Hi there. 1. This isn't your file is it? There are various parts in the file (and probably the database) where you will have to change in order to use a different hashing algorithm, you should really look through the file and work out what it does to make sure it works properly. 2. If you're worried about security then you should really use BCRYPT to hash passwords. BCRYPT is slow to work out the hash and therefore will take potential brute force attacks much longer. – Thomas Clayson Sep 6 '12 at 8:45
    
Also see Openwall's PHP password hashing framework (PHPass). Its portable and hardened against a number of common attacks on user passwords. The guy who wrote the framework (SolarDesigner) is the same guy who wrote John The Ripper and sits as a judge in the Password Hashing Competition. So he knows a thing or two about attacks on passwords. – jww Oct 12 '14 at 0:41

The most secure way of hashing passwords, would be to use BCrpyt
MD5, SHA1, SHA256 is considered not secure.

For more information on this matter, see this post on security: http://security.stackexchange.com/questions/211/how-to-securely-hash-passwords

For implementing BCrpyt password hashing see: How do you use bcrypt for hashing passwords in PHP?

share|improve this answer
    
I see. Im am new at php as well as java. Any samples on how to hash it in php? – Twister Sep 6 '12 at 8:58
    
Edited to use BCrypt and included an implementation link. – Kao Sep 6 '12 at 9:06
    
BCrypt won't save you when you are doing things the wrong way. A well setup SHA-256 (e.g. with salting) will be next to uncrackable for the next years, while a badly used BCrypt will be susceptible to rainbow table attacks. A password barely ever gets cracked by decrypting the hash, except for unhashed common passwords. Usually, the problem is that the surrounding code has flaws, such as not using salts. Instead of wasting too much time on choosing hash algorithms, instead pay extra attention that you are using them effectively. – Anony-Mousse Sep 7 '12 at 14:19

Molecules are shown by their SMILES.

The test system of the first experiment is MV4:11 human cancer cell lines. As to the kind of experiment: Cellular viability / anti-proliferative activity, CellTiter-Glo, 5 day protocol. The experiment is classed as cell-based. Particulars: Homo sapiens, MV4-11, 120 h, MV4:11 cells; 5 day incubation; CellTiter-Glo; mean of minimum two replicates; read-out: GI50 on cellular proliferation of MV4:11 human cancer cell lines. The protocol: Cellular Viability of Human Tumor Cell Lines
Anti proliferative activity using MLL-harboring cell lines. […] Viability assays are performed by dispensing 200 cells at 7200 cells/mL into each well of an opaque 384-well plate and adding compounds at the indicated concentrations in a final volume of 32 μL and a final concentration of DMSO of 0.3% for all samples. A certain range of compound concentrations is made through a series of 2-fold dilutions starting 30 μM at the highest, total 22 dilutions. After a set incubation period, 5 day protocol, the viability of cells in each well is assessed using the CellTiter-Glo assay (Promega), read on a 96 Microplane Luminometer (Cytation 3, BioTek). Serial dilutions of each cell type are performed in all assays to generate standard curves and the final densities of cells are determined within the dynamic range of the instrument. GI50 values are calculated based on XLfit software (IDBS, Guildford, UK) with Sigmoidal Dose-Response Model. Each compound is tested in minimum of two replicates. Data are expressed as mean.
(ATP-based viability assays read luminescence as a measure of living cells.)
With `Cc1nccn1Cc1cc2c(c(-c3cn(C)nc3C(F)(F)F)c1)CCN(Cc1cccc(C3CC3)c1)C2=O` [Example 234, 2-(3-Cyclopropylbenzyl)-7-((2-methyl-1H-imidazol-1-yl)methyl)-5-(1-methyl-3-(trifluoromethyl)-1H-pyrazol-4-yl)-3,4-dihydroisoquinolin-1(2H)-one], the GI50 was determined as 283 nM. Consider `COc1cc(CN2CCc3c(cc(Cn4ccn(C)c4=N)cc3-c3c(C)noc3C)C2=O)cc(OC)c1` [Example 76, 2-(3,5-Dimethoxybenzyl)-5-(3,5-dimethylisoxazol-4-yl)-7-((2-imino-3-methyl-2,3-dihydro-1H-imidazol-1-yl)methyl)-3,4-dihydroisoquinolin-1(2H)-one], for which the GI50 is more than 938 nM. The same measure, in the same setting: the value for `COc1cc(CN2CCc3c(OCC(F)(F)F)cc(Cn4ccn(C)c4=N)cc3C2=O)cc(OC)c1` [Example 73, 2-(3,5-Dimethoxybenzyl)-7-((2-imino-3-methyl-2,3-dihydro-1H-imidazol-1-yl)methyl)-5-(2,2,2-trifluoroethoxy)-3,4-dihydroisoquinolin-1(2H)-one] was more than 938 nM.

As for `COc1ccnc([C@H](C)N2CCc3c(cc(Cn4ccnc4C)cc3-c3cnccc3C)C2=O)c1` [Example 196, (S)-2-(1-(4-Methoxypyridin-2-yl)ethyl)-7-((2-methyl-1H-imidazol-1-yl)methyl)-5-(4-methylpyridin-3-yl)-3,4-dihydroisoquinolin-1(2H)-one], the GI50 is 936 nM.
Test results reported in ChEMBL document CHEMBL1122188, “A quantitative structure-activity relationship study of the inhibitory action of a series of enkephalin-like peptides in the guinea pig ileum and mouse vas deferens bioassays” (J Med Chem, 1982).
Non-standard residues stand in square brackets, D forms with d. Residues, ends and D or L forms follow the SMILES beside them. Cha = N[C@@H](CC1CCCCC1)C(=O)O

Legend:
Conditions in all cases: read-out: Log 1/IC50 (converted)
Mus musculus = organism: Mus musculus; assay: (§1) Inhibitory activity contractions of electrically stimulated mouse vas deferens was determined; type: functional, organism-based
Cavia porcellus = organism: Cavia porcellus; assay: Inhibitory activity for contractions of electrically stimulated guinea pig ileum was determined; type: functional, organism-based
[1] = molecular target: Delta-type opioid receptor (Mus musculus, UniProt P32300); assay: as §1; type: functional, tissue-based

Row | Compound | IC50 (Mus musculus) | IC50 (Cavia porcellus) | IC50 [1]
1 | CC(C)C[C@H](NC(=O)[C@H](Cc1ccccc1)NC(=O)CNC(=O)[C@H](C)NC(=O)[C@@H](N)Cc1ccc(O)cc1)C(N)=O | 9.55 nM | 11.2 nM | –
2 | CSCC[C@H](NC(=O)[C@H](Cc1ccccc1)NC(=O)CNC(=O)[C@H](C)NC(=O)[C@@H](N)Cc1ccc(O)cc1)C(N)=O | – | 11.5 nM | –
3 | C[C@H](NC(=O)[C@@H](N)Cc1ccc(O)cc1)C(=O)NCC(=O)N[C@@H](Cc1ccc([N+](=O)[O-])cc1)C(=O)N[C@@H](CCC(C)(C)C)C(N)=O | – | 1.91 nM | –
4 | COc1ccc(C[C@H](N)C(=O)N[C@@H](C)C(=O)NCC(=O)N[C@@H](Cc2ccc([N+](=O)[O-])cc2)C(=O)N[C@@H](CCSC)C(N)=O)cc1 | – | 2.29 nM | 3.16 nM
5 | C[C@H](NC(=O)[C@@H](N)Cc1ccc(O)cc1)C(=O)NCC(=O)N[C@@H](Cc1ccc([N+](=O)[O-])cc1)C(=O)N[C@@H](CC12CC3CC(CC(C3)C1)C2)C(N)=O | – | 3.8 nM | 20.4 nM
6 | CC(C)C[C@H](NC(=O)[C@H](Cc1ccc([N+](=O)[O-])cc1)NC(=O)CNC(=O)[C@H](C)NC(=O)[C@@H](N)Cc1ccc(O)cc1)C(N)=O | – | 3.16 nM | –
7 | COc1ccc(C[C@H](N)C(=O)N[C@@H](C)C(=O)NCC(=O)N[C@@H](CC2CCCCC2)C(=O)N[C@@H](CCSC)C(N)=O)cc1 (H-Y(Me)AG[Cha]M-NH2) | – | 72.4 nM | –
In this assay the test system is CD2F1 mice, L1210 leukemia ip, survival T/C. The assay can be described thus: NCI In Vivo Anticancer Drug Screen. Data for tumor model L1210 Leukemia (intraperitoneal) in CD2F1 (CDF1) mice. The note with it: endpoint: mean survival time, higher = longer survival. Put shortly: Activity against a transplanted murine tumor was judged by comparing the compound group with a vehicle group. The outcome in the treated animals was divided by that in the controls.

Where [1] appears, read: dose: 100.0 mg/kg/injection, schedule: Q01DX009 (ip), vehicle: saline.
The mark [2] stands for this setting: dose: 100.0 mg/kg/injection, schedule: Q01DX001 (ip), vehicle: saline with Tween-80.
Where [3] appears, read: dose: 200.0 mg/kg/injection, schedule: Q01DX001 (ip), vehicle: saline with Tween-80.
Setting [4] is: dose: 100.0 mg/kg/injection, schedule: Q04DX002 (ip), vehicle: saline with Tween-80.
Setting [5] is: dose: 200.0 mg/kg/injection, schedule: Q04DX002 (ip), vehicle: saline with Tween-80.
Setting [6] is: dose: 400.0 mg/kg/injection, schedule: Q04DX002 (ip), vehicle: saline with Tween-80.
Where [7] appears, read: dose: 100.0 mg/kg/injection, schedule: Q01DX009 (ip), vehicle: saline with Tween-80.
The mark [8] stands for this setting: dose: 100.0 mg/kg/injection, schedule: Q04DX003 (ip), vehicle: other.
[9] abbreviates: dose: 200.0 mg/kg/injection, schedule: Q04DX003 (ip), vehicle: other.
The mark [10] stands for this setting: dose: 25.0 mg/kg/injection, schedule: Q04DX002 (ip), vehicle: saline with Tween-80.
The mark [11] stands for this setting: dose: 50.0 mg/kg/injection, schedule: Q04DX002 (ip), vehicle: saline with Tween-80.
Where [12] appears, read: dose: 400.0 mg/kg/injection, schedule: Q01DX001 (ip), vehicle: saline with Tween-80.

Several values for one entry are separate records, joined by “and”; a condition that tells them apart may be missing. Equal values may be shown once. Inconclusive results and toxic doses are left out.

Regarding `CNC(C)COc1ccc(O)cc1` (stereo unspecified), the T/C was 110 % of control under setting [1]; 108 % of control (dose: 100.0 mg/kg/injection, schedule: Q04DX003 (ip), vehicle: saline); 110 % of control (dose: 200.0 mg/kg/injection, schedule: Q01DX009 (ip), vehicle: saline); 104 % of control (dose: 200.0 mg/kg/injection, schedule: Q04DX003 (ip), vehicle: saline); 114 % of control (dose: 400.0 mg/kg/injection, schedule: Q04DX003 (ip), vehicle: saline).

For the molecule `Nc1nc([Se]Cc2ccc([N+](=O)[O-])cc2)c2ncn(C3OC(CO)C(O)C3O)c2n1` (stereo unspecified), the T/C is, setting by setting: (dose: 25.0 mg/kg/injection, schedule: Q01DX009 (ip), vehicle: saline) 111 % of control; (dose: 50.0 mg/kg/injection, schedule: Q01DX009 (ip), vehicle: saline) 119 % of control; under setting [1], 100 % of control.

1  
@Anony-Mousse - It's exactly opposite, SHA-256 is prone to rainbow-table attacks (or brute forcing if a salt was used), because it can be calculated much too fast with dedicated hardware. The advantage of Bcrypt is, that you can choose a cost factor which determines the time needed for the calculation, so a rainbow-table will become impracticable. You are right saying, that SHA-256 is a safe algorithm, but it is inappropriate for hashing passwords, because it can be brute-forced ways too fast. – martinstoeckli Sep 14 '12 at 6:50
1  
Well, just you wait how many ways people find to screw up with BCrypt. PHP users are very creative. – Anony-Mousse Sep 20 '12 at 23:53

BCrypt is the way to go when it comes to encrypting your passwords in PHP. Here is some code that should help you along the way:

<?php
/*
By Marco Arment <me@marco.org>.
This code is released in the public domain.

THERE IS ABSOLUTELY NO WARRANTY.

Usage example:

// In a registration or password-change form:
$hash_for_user = Bcrypt::hash($_POST['password']);

// In a login form:
$is_correct = Bcrypt::check($_POST['password'], $stored_hash_for_user);

// In a login form when migrating entries gradually from a legacy SHA-1 hash:
$is_correct = Bcrypt::check(
$_POST['password'],
$stored_hash_for_user,
function($password, $hash) { return $hash == sha1($password); }
);
if ($is_correct && Bcrypt::is_legacy_hash($stored_hash_for_user)) {
$user->store_new_hash(Bcrypt::hash($_POST['password']));
}

*/

class Bcrypt
{
    const DEFAULT_WORK_FACTOR = 8;

    public static function hash($password, $work_factor = 0)
    {
        if (version_compare(PHP_VERSION, '5.3') < 0) throw new Exception('Bcrypt requires PHP 5.3 or above');

        if (! function_exists('openssl_random_pseudo_bytes')) {